Today’s #TipTuesday post is for anyone who might be running more than one local instances of SQL Server. I often have at least a couple of instances on my laptop, as historically I would want to have the ability to mimic some client installs, as close as I can. While I am no longer a consultant, I will continue to do this so that I can have an instance the somewhat resembles what version of SQL and Dynamics GP we use at work + the latest version of GP with all the latest things installed. For blogging alone, I want to have the latest and greatest to play with and learn what’s new.
Running multiple instances of SQL
If you do run multiple instances of SQL Server, it’s quite likely that you don’t actually need them running all the time. There are multiple services that can be involved and that simply adds some overhead to your computer if you otherwise don’t need it running all the time.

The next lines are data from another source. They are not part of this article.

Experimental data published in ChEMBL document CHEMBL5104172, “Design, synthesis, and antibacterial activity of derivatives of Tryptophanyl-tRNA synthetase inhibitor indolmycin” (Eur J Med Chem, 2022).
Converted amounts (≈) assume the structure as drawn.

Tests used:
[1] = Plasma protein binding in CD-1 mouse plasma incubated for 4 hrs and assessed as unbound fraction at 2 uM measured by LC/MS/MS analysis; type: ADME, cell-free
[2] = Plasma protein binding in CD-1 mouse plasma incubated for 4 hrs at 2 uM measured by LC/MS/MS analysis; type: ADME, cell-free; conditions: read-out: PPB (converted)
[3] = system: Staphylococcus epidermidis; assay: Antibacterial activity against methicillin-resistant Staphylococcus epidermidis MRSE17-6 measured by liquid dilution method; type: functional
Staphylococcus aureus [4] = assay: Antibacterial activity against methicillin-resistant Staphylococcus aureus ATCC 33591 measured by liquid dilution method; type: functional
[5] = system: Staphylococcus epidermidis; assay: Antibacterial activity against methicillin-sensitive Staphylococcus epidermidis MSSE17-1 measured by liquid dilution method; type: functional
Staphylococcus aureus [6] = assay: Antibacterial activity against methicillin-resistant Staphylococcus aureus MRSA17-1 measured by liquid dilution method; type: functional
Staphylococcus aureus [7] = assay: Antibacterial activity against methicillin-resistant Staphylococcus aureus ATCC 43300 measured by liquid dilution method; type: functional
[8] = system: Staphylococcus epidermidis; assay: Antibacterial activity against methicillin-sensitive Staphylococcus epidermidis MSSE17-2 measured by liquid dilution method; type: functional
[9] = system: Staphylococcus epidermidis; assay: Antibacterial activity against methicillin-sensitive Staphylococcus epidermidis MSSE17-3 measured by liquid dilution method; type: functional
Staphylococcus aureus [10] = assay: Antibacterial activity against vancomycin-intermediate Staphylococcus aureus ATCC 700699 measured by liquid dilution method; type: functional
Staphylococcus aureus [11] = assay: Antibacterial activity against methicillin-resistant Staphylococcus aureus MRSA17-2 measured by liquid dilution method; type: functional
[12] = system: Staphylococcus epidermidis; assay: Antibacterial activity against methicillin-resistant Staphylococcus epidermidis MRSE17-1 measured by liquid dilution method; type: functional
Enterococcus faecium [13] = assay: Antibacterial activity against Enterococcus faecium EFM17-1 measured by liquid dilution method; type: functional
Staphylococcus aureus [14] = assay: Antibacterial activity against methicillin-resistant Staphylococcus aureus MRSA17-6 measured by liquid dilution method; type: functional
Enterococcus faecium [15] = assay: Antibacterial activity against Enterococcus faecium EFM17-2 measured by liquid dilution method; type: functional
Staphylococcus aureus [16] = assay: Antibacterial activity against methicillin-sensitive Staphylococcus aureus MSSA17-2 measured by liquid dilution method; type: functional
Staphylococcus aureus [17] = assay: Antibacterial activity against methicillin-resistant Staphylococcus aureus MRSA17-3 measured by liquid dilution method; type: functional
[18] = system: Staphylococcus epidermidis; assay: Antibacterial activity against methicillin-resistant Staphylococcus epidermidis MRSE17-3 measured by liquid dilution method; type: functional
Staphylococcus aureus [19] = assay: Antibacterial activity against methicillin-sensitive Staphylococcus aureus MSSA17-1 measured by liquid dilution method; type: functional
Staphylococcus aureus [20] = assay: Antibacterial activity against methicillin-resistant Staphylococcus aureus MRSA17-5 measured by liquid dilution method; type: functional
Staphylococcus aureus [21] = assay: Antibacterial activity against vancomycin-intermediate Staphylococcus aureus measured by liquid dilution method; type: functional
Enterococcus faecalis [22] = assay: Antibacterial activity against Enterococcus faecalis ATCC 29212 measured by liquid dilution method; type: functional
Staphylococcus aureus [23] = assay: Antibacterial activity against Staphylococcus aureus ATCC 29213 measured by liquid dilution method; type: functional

So… I set up batch files for starting and stopping the instances of SQL that I’ve got running. When I want to spin up an install of Dynamics GP, I simply execute the batch file to turn on the SQL instance I need for that version and when I’m done, I run another one to stop it. It’s quick and painless.
Batch File structure
The format for starting SQL Server looks like this: “net start MSSQL$XXXXXX” where XXXXX is the instance name. I put in the net start command for SQL Agent too since I’m often testing things where I want to test jobs or other agent tasks as well.
Running this batch file produces this, but the window closes automatically when the command is complete:
The format for stopping SQL Server looks like this: “net stop MSSQL$XXXXX” and again, the XXX is the instance name.
When running this one, which you’ll note doesn’t specify anything about SQL Agent, it will recognize if SQL Agent is started and prompt you to stop it as part of this. I left it this in intentionally although if I don’t want to have to type Y every time I could have put a net stop line in here for the agent too.
That’s it for this tip…